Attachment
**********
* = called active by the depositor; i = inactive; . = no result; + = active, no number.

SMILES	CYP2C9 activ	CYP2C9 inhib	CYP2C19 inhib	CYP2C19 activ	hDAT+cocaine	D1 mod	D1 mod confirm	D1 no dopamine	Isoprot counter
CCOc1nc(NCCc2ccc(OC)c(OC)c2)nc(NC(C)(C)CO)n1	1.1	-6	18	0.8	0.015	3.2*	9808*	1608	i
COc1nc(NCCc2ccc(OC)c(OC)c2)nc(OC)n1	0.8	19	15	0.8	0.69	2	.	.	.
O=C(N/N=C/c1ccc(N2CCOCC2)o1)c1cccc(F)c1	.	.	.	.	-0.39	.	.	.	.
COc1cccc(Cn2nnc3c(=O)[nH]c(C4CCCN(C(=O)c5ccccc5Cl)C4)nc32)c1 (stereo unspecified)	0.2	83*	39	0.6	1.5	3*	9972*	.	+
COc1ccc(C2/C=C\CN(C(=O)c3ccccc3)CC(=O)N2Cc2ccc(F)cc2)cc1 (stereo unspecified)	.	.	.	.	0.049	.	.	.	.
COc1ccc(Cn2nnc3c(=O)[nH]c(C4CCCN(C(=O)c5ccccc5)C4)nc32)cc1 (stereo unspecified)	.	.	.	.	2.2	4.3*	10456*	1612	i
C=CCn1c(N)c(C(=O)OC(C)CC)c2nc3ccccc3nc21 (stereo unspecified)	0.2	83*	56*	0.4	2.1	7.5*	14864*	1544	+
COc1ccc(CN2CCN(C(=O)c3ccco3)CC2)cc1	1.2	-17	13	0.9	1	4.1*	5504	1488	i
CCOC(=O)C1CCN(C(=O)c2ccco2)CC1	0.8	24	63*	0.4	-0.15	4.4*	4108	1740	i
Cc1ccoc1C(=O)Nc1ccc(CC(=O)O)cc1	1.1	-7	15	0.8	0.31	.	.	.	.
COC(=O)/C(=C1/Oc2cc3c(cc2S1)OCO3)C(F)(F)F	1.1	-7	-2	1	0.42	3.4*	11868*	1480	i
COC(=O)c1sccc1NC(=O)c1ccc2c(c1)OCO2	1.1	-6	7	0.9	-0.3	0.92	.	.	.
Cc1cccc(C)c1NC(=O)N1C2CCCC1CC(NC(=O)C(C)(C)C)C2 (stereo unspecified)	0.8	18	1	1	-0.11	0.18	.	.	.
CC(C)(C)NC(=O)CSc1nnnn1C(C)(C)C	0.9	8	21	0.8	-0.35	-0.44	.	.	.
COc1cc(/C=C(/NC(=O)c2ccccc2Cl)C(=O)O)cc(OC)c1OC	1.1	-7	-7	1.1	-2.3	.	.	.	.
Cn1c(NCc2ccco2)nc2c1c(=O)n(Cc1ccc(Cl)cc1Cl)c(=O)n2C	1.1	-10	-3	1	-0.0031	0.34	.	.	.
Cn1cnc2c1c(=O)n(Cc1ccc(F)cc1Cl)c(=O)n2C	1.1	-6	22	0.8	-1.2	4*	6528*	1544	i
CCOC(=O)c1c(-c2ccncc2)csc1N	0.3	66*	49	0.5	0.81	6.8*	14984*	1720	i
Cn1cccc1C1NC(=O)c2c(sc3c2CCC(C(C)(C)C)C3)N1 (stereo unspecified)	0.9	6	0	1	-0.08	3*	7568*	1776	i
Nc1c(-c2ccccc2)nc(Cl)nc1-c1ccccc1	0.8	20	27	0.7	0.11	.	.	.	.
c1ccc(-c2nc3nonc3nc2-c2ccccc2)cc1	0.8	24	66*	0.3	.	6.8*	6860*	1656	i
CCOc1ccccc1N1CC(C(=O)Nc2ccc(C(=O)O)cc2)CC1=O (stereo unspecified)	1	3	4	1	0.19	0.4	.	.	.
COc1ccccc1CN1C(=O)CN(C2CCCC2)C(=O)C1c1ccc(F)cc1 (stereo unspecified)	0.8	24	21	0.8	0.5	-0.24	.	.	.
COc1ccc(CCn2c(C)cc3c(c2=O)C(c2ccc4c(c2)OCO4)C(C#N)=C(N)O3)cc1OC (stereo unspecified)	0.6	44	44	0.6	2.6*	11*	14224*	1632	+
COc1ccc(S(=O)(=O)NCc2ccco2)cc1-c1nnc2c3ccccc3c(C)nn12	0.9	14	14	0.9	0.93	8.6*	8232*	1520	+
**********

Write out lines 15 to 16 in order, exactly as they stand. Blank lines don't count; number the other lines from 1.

Cc1cccc(C)c1NC(=O)N1C2CCCC1CC(NC(=O)C(C)(C)C)C2 (stereo unspecified)	0.8	18	1	1	-0.11	0.18	.	.	.
CC(C)(C)NC(=O)CSc1nnnn1C(C)(C)C	0.9	8	21	0.8	-0.35	-0.44	.	.	.